HSBC, Nationwide, Santander, Metro Bank and First Direct have all partnered with UK payments infrastructure operator VocaLink to enable consumers to purchase products using their smartphone.
The mobile payment system, dubbed Zapp, allows customers to pay for goods or services in shops or online without the need for cash, debit or credit cards.
It will be built into banks' existing mobile apps, giving users the option to turn their bank account into a payment system instantly and transfer money directly to the business.
VocaLink believes that this method is more secure than using a debit or credit card because none of the personal information about the customer is handed over to the merchant.
Zapp is expected to launch in autumn 2014, and alongside the lenders, it has also partnered with payment processing firms WorldPay, Sage Pay, Real Ex Payments and Optimal Payments, who will pay VocaLink a fee each time the app is used.
If the consumer wants to pay online through a smartphone or tablet they can select "Zapp" as an option to pay; if they're online on a PC, they can download a Zapp icon which will send a notification to their mobile device. There is also the option of paying for bills - as long as the company provides a QR code in the paperwork that can be scanned using the smartphone's camera.
Consumers in a store will be able to pay using Zapp by tapping their phone on a near-field communication (NFC) terminal, scanning a QR code from a screen or by asking the retailer for a six-digit code.
This requires many retailers to invest in the necessary equipment, but VocaLink hopes that the big names it has as partners will convince stores that it is a worthwhile investment.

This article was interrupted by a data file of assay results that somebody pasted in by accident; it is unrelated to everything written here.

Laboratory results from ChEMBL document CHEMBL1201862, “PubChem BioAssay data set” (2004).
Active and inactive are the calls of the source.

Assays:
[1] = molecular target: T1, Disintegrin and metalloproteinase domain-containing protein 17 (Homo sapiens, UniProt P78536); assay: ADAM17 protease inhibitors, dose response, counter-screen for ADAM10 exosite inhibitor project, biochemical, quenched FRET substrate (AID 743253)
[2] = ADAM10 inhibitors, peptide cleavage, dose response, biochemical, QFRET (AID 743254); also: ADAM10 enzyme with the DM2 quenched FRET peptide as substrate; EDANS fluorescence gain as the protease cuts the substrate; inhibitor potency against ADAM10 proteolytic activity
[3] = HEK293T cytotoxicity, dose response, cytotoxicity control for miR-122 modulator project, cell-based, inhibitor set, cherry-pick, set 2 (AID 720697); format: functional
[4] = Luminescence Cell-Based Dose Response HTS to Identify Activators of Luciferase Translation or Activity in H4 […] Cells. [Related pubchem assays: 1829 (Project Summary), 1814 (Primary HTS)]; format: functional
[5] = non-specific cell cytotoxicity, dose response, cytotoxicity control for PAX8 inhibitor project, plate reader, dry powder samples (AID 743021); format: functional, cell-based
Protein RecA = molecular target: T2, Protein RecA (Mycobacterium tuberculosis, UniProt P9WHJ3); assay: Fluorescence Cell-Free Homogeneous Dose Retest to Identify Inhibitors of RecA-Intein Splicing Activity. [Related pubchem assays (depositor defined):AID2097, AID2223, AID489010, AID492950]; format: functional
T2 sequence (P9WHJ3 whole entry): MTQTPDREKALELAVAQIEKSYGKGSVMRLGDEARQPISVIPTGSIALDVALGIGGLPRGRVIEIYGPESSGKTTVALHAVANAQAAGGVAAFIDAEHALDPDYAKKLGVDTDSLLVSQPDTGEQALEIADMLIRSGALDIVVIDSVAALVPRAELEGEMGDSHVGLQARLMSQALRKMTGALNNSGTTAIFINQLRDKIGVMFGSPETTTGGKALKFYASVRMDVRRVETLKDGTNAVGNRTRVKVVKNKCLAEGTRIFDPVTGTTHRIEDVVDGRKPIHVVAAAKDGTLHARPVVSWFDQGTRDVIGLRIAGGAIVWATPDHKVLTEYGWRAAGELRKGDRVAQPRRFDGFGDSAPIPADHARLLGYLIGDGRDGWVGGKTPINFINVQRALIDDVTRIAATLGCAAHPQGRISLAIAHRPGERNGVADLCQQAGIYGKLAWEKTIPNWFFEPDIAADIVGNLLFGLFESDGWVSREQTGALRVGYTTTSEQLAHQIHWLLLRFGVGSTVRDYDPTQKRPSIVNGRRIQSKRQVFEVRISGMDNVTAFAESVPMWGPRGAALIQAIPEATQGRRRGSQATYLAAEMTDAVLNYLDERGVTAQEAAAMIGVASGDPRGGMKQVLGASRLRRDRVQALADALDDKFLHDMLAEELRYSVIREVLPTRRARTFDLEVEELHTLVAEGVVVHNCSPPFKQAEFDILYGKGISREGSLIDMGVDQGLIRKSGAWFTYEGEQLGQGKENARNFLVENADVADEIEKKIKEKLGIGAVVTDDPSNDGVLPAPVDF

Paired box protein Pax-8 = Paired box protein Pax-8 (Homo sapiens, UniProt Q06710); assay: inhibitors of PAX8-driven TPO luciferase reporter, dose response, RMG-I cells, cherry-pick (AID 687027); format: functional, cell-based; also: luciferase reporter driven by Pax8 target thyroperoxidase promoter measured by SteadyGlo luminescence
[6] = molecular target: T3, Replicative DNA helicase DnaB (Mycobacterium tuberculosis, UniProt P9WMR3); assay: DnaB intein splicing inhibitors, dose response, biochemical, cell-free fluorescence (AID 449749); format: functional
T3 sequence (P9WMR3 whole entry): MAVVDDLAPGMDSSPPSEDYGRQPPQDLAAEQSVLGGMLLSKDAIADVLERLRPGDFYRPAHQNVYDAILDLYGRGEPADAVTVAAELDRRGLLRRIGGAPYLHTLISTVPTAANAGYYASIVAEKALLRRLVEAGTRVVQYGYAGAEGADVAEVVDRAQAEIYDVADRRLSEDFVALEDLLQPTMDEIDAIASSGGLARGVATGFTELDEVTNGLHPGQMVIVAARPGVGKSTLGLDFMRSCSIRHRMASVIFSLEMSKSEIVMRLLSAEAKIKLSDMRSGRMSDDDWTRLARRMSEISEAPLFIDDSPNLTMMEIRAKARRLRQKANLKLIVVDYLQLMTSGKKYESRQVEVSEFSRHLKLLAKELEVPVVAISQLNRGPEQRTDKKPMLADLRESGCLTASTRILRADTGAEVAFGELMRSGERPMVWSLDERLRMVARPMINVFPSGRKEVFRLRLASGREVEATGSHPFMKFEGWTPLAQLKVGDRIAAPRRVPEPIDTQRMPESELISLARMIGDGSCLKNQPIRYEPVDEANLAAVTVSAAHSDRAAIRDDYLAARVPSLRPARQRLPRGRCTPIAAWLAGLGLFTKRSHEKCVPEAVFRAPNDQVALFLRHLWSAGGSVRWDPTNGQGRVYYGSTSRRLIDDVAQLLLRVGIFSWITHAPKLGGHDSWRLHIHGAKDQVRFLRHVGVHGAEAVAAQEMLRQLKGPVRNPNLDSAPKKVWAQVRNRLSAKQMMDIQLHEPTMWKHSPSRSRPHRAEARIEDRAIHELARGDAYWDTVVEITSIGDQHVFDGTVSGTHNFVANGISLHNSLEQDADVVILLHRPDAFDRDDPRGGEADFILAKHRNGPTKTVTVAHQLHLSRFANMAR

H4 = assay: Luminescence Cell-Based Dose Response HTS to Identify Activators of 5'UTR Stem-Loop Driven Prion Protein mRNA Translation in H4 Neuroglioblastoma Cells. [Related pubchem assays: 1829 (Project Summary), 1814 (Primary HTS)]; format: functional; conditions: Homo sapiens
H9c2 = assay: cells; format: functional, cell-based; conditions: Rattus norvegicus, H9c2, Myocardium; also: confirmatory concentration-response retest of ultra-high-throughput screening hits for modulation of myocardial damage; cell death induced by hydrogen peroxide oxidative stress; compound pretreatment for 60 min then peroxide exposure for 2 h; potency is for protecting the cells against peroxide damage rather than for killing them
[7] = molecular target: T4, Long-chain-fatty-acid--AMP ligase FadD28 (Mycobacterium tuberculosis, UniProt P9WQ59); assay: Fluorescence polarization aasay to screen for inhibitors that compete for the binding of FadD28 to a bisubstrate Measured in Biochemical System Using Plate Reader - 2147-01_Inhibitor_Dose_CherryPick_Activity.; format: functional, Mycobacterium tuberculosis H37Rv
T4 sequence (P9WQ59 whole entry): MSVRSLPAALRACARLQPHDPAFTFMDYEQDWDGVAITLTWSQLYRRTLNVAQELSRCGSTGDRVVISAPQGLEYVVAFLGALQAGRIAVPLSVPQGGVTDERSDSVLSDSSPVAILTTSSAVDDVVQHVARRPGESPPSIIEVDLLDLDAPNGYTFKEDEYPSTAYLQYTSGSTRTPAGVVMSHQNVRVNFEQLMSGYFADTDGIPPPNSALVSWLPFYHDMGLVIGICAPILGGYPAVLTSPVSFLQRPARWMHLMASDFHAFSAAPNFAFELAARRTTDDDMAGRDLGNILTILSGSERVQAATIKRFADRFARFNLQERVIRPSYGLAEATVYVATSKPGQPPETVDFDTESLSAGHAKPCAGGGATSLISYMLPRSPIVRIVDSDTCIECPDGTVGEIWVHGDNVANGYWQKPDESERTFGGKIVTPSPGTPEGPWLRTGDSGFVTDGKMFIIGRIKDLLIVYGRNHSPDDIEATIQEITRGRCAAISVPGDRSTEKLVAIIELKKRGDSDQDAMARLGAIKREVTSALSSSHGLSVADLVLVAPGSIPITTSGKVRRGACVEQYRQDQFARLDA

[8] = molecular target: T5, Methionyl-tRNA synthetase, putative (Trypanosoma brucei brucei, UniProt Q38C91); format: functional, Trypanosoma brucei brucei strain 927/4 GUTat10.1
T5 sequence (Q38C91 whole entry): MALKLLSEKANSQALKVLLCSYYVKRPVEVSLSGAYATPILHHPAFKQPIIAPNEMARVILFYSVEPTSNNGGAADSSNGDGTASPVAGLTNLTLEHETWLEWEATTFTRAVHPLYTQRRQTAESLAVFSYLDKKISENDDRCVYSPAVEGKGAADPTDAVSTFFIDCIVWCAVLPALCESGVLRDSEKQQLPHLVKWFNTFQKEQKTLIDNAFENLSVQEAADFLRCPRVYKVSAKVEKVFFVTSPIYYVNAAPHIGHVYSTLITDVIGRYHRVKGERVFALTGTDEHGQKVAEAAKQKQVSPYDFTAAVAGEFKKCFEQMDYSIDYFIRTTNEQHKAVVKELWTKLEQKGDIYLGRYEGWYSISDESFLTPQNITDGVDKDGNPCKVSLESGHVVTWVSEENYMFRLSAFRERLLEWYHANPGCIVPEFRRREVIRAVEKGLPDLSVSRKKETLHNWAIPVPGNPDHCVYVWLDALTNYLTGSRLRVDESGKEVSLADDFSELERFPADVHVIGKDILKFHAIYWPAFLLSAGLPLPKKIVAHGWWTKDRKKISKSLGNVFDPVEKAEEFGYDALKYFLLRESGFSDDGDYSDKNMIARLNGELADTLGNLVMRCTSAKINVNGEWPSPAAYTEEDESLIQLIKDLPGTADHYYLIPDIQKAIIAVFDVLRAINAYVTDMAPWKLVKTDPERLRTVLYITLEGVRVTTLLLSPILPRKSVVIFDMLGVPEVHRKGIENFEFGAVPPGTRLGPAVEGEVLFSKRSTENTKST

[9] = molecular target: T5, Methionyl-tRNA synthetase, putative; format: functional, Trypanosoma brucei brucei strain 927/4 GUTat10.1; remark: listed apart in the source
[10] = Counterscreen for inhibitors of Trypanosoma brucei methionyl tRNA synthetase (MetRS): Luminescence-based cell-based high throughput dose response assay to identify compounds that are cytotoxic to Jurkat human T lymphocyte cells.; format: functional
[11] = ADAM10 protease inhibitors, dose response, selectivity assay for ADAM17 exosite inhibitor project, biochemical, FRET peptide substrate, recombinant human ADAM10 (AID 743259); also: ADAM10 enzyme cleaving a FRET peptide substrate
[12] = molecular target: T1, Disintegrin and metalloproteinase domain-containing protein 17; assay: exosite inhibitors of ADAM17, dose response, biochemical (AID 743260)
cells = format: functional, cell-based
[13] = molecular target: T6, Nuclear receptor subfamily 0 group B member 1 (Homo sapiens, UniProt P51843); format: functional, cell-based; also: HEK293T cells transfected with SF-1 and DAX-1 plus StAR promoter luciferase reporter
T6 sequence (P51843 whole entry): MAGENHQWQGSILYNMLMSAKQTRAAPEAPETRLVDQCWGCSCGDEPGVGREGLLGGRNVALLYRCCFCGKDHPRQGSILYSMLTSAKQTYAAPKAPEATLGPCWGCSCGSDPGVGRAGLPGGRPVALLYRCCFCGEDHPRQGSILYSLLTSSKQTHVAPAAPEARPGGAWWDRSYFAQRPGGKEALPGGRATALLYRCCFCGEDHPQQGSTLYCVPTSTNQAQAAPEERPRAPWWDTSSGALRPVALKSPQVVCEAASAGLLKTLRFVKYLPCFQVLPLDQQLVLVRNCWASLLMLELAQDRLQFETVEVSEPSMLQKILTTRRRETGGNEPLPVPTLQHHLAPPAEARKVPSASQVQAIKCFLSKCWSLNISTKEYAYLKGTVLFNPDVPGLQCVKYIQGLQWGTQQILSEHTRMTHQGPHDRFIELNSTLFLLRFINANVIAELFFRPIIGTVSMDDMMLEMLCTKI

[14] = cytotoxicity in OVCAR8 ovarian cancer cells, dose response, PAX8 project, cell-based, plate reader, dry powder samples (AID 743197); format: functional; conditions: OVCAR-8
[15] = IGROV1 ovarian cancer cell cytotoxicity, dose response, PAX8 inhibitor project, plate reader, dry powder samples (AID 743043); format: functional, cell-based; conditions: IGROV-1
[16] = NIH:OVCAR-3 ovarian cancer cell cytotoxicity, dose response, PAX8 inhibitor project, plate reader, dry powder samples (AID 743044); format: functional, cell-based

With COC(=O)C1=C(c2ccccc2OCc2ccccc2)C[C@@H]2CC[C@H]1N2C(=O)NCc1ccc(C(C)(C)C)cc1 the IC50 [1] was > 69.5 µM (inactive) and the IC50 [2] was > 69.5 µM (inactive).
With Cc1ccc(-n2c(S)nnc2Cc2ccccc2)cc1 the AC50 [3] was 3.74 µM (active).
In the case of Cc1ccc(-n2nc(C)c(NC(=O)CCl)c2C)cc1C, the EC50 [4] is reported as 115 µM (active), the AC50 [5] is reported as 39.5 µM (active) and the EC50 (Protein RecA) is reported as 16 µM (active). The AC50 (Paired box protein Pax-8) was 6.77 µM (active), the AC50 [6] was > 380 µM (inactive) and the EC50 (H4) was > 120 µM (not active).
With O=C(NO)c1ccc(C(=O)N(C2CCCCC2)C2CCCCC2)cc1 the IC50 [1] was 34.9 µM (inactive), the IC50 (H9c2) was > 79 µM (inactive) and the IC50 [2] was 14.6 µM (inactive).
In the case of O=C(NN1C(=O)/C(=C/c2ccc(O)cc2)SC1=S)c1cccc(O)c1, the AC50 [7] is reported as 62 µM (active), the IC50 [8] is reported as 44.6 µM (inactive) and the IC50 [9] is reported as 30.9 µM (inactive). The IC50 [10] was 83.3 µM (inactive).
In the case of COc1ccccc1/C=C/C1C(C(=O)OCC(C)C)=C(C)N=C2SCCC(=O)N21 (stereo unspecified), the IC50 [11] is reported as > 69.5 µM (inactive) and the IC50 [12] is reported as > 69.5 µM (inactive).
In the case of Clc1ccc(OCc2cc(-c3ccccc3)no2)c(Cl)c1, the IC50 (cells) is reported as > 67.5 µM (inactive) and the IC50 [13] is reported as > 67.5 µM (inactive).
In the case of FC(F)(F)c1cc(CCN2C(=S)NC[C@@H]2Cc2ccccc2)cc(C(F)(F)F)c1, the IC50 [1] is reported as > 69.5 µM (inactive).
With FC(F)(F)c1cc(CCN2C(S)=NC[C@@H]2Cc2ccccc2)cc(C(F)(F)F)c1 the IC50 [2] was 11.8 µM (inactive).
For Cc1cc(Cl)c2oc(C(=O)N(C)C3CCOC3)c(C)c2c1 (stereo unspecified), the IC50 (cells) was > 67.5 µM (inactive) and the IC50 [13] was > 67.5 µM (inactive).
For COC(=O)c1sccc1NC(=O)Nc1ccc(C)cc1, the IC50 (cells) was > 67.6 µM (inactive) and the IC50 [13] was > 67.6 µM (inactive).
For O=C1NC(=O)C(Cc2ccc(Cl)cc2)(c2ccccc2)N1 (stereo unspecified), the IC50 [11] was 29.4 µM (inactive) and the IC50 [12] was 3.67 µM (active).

But the firm arguably faces a bigger challenge in convincing consumers that mobile payments is a more convenient way to pay than cash or cards. Several firms have dipped into the mobile payments market with moderate success. Telefonica's O2 Wallet was shut down after only 18 months, while Barclays, PayPal and Orange offer other alternatives.
Eden Zoller, an analyst at Ovum, said that Zapp has made a good start but that it needs the backing of even more financial institutions to become a single, industry-wide payments platform.
"Zapp will need to get the other major UK financial institutions behind it, such as Barclays, which has its own Pingit application that is proving popular in its own right," he said.
"Alongside this, with more countries and regions developing faster payments infrastructure, if Zapp proves successful in the long term, it could prove to be a model for other markets. Visa and MasterCard will likely be watching developments closely," he added.
Last year, research firm Gartner said that payments via smartphones would reach a value of over $235bn (£154bn) in 2013, with the number of mobile payment users worldwide reaching 245 million.
It expects global mobile transaction volume and value to average 35 per cent annual growth between 2012 and 2017, and predicts a market worth $721bn with more than 450 million users by 2017.